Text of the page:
Written By Steve Hallo
Citizens Property Insurance allegedly overcharged Florida condominium association policyholders for years, according to the Fort Lauderdale, FL., law firm Becker. The firm also accuses the Florida Office of Insurance Regulations (OIR) of partaking in secret communications with the insurer, which resulted in a consent order being issued without a trial or considering the legality of the insureds’ claims.
In total, Becker reported nearly 150 condominium associations could be entitled to a refund as a result of being overcharged from 2003 to 2015. The law firm is attempting to recover as much as $30 million in premium credits for its clients.
“OIR’s own mission statement states that its ‘primary duty is to serve and protect insureds through regulation, compliance, and enforcement,’” Jeremy Sahn, Becker shareholder and lead counsel for the client associations’ claims, said in a press release. “Yet in this case, OIR shirked that duty and, in doing so, broke the law.”
Failure to Apply Credits Leads to Suit
The case revolves around a revised rate manual Citizens filed in 2003 with OIR that included statutorily required credits for condominiums with concrete roof decking. However, Becker charges that the insurer failed to apply those credits to qualified condominium associations in the state.
Further, Becker alleges that Citizens made a fraudulent filing in 2004 in an attempt to remove language granting the credits from its manual. OIR approved the filing despite knowing the insurer’s failure to comply with the statute.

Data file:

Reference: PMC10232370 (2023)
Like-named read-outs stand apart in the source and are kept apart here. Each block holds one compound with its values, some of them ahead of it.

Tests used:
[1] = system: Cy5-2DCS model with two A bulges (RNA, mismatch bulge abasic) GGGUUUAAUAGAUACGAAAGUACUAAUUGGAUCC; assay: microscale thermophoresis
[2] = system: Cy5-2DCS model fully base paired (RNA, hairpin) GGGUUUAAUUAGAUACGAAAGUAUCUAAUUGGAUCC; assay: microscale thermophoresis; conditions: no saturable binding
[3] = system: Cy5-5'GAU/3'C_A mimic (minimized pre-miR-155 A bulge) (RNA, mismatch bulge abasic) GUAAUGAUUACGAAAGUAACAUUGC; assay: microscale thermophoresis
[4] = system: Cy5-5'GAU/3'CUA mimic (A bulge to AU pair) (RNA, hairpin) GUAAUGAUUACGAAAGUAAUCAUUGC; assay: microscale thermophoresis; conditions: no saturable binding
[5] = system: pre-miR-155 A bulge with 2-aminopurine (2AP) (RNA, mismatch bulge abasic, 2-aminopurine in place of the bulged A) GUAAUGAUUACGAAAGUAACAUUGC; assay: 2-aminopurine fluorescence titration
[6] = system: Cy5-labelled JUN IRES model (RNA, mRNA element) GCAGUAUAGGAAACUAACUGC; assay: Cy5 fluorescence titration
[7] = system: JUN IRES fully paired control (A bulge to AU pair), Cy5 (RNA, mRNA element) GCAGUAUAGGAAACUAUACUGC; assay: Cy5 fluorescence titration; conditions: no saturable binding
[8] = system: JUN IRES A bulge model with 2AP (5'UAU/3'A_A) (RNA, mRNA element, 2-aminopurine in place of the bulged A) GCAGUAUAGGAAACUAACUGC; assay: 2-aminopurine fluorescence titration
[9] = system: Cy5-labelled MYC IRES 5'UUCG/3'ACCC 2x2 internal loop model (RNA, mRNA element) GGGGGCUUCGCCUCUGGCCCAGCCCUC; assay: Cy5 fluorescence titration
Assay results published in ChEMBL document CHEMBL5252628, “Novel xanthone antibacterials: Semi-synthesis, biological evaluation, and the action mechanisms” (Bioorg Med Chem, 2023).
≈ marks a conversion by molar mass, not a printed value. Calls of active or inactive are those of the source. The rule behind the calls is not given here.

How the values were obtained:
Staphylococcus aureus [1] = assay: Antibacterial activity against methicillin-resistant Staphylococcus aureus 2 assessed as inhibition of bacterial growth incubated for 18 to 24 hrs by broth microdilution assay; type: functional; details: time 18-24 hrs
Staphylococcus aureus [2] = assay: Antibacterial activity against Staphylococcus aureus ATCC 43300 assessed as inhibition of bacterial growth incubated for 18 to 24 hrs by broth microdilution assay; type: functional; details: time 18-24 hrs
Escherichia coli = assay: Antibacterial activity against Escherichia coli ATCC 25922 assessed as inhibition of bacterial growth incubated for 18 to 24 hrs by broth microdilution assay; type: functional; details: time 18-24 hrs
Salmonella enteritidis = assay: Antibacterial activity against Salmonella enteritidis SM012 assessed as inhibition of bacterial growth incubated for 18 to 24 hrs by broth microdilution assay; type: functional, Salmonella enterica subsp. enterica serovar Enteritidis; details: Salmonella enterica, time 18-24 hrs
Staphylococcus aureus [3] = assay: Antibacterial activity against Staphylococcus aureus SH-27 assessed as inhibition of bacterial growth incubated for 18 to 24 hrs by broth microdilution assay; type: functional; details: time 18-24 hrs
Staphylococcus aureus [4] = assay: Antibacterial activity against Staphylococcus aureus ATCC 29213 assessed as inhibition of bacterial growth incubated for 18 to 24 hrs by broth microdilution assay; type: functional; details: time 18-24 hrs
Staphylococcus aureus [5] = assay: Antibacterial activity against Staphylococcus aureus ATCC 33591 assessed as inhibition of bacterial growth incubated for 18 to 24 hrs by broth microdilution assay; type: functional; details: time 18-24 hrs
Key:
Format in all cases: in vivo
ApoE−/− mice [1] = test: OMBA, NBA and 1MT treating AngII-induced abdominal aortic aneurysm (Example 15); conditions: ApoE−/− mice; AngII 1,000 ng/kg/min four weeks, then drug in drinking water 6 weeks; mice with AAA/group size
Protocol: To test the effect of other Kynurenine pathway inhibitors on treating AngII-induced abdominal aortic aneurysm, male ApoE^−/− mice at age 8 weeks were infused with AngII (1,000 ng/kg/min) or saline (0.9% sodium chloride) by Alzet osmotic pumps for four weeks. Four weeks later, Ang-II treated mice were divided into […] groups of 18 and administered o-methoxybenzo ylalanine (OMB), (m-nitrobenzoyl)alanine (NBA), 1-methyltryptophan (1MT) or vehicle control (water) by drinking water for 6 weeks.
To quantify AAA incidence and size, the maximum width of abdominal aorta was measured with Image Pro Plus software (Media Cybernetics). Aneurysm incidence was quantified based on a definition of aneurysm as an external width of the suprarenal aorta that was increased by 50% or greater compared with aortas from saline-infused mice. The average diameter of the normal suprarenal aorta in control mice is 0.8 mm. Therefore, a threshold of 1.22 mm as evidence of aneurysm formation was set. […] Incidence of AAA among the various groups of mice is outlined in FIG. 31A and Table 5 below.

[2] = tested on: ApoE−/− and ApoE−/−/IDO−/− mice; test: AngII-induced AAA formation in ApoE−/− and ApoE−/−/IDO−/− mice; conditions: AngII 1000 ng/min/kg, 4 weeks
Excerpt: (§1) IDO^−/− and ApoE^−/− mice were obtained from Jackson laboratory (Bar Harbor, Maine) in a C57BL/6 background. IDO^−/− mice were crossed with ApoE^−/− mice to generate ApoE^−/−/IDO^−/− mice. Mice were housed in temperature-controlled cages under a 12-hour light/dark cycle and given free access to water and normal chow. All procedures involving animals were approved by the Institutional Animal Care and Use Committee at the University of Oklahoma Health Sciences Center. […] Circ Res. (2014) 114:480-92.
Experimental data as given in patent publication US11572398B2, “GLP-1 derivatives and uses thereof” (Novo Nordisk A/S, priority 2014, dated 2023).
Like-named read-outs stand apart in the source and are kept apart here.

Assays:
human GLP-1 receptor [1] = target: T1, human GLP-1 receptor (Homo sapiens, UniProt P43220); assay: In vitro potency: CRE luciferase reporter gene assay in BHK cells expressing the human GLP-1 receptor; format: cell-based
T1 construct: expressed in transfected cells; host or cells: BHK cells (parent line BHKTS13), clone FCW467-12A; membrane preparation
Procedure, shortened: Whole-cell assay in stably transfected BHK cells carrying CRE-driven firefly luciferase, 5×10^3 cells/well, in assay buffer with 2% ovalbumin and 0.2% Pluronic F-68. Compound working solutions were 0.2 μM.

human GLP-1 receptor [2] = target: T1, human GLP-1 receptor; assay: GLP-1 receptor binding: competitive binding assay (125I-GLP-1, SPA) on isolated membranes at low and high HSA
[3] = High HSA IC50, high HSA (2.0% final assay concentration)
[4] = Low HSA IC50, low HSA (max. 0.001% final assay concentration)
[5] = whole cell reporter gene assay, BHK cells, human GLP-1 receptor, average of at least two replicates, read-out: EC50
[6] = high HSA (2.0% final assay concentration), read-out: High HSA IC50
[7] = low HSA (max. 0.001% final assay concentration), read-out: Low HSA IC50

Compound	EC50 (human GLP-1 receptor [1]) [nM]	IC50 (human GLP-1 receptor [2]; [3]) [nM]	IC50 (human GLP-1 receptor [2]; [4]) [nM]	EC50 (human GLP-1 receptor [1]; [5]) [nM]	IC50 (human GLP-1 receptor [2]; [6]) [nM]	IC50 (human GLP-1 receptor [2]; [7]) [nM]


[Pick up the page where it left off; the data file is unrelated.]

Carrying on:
Two years later, the regulation office reversed itself and issued an order to Citizens to add back the required credits. However, the order didn’t require back payment for the three years of overcharges. Further, Citizens only granted credits to qualified insureds who submitted a formal request, despite knowing the qualified clients had reinforced concrete roof decking, according to the law firm.
This prompted Becker to file a complaint on its clients’ behalf with OIR, which ordered the insurer to refund the overcharges. Citizens contested the order and petitioned to have a formal administrative hearing. Instead of holding a hearing as requested and required by law, OIR took part in private, one-sided communications with Citizens, according to the law firm. The result was a consent order, which effectively dismissed the complaint without a hearing.
The law firm claims OIR misused its authority by approving an insurance rate filing that was “fraudulent and illegal.”
“OIR’s illegal agreement with Citizens and issuance of a consent order without a hearing is an attempt to sweep Florida policyholders’ claims under the carpet and hide its actions from the public,” Gary Rosen, Becker managing shareholder, said in a statement.
OIR’s consent order is being appealed by Becker, which notes the ruling will impact hundreds of Florida wind policyholders.
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